In the figure above, note the different number of shapes that can be obtained from the same two circles for a skinned surface. To access the skin parameters, select the surface and edit the parameters in the Inspector.

Editing Skinned Surfaces

The Inspector dialog contains the various options used for creating the skin surface. You can change any of these options and have the surface regenerate to the new option.

Cover Surface

The Cover Surface is an extremely versatile and powerful utility for creating a surface from curves connected end to end. Curves suitable for cover surfaces include arcs, circles, lines, splines, ellipses, and conics. Curves are not required to be in a plane. Each individual curve must have continuous curvature (no polylines or groups). If the curves all lie in the same plane, a simple planar surface with boundaries is created. If the curves lie out of plane, a Gregory surface is fit to the boundary curves.

The Cover Surface tool also has the ability to cover planar bodies that include interior cutouts. The cover automatically updates according to fillets and chamfers, and if a hole is removed or resized.

Covers must be created from curves connected end to end. If one or more of the curves are not connected, SharkCAD displays the message “can only cover closed wires”. You can force wire ends to precisely close with one of two commands. The first command is the Move Selected Points tool, located in the main tool palette under transforms. The second command is connect curve ends located in the tool palette under Curve Utilities.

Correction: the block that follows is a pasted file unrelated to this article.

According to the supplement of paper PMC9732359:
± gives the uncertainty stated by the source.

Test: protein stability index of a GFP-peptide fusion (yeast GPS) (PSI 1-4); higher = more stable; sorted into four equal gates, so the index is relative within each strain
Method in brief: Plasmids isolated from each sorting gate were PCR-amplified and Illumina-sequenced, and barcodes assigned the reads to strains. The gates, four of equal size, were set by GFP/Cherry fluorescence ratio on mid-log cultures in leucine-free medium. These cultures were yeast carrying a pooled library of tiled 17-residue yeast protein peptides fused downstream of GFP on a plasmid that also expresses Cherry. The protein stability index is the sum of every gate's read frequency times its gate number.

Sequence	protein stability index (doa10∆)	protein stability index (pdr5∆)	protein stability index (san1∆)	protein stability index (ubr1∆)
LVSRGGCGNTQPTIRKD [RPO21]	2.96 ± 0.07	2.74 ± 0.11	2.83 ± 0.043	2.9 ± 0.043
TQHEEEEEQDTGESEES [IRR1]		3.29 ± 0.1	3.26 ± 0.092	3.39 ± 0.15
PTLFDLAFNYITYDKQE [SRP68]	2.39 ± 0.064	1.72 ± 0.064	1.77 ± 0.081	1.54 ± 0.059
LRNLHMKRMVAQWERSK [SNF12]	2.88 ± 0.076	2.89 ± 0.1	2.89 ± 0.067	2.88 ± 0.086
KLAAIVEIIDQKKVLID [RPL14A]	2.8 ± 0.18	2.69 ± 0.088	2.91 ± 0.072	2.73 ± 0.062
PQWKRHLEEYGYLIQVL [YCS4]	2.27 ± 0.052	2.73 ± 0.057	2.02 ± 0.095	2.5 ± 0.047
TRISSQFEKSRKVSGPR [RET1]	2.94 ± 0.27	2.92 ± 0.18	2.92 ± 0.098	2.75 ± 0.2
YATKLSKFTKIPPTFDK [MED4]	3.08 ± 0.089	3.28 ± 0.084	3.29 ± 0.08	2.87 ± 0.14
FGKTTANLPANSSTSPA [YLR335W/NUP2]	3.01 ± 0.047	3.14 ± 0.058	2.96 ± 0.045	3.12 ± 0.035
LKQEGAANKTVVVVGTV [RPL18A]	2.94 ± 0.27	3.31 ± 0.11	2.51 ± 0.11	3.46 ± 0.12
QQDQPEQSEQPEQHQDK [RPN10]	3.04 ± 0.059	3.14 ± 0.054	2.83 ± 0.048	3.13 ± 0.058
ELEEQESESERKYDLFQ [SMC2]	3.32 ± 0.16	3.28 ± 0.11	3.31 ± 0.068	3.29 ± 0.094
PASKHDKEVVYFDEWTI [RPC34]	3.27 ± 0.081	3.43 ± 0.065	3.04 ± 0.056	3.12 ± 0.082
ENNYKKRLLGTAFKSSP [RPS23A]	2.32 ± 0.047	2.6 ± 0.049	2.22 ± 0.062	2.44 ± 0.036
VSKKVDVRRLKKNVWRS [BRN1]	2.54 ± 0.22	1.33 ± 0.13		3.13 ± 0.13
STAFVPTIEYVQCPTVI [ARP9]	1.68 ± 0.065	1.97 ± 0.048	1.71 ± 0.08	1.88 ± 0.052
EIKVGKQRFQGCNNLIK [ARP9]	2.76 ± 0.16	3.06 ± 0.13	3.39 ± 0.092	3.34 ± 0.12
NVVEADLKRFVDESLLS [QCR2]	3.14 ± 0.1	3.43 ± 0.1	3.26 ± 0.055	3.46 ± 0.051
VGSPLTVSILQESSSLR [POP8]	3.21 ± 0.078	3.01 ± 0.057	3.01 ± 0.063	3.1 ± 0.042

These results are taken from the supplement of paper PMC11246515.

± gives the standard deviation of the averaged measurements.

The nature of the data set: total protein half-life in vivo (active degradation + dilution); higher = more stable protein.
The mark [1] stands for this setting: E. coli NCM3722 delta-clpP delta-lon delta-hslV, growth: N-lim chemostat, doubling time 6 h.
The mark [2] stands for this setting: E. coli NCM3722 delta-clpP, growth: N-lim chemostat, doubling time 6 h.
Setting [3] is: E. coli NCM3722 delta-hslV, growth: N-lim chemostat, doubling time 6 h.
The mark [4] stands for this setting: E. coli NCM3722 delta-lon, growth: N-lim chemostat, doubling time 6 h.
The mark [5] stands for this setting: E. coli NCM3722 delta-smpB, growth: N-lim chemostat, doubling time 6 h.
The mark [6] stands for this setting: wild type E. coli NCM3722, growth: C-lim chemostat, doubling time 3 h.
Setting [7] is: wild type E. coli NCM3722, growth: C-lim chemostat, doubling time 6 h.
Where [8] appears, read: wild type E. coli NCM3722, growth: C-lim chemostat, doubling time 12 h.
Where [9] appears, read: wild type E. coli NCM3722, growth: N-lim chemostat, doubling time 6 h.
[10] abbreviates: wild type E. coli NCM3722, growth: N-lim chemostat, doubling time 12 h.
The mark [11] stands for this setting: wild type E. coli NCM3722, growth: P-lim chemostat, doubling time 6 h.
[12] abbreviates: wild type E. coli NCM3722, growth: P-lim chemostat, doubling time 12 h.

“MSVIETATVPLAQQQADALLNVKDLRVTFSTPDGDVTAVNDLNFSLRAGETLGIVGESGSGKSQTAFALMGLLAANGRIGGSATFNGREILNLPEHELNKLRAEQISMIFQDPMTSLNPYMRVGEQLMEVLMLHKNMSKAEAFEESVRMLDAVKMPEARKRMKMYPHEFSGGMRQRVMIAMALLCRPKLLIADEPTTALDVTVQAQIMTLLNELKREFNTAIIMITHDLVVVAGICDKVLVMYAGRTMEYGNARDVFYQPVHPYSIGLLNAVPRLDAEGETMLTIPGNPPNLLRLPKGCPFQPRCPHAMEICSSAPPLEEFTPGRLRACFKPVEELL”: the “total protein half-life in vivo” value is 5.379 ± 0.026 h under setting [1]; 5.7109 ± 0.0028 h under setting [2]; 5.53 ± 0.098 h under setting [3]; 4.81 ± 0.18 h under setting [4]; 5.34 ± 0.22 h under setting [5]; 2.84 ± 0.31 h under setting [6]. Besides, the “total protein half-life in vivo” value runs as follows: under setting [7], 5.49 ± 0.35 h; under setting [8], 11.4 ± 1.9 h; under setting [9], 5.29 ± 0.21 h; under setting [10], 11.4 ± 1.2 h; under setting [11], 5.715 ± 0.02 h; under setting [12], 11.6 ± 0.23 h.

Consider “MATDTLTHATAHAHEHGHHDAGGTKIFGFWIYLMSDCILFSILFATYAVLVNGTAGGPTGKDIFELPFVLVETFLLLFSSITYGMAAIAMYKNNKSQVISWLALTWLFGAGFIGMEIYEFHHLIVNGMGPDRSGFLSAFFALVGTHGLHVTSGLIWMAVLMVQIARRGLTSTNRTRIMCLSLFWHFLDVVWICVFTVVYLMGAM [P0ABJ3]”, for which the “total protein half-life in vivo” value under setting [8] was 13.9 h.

The Cover Surface is an extremely versatile and powerful utility for creating a surface from curves connected end to end. Curves suitable for cover surfaces include arcs, circles, lines, splines, ellipses, and conics. Curves are not required to be in a plane. Each individual curve must have continuous curvature (no polylines or groups). If the curves all lie in the same plane, a simple planar surface with boundaries is created. If the curves lie out of plane, a Gregory surface is fit to the boundary curves.

The Cover Surface tool also has the ability to cover planar bodies that include interior cutouts. The cover automatically updates according to fillets and chamfers, and if a hole is removed or resized.

Covers must be created from curves connected end to end. If one or more of the curves are not connected, SharkCAD displays the message “can only cover closed wires”. You can force wire ends to precisely close with one of two commands. The first command is the Move Selected Points tool, located in the main tool palette under transforms. The second command is connect curve ends located in the tool palette under Curve Utilities.

Using the Cover Surface tool

Hold the Shift key and pick the curves (line, spline, arc, circle, ellipse).

Release the Shift key when done selecting.

Covering a surface with holes

Drag a selection window around the entire surface you want to cover.

Cover Surface with Guides (Only Available in SharkCAD Pro)

The Cover with Guide Curves tool provides an option to not only cover the boundary curves but also include interior guide curves (or points).

Guide curves can be of any type and orientation. Guide curves can also include points. Guide curves can cross over each other and do not need to touch the boundary curves as shown in the image below.

Using the Cover with Guides tool

Select the Cover with Guides tool from the Cover Surface tool palette.

Pick the curves defining the outer boundary of the surface.

Pick the objects defining the inner guide curves.

Surface of Revolution

The Surface of Revolution is used to model axis symmetric objects. The designer can choose from one of two methods:

Two Point Revolved Surface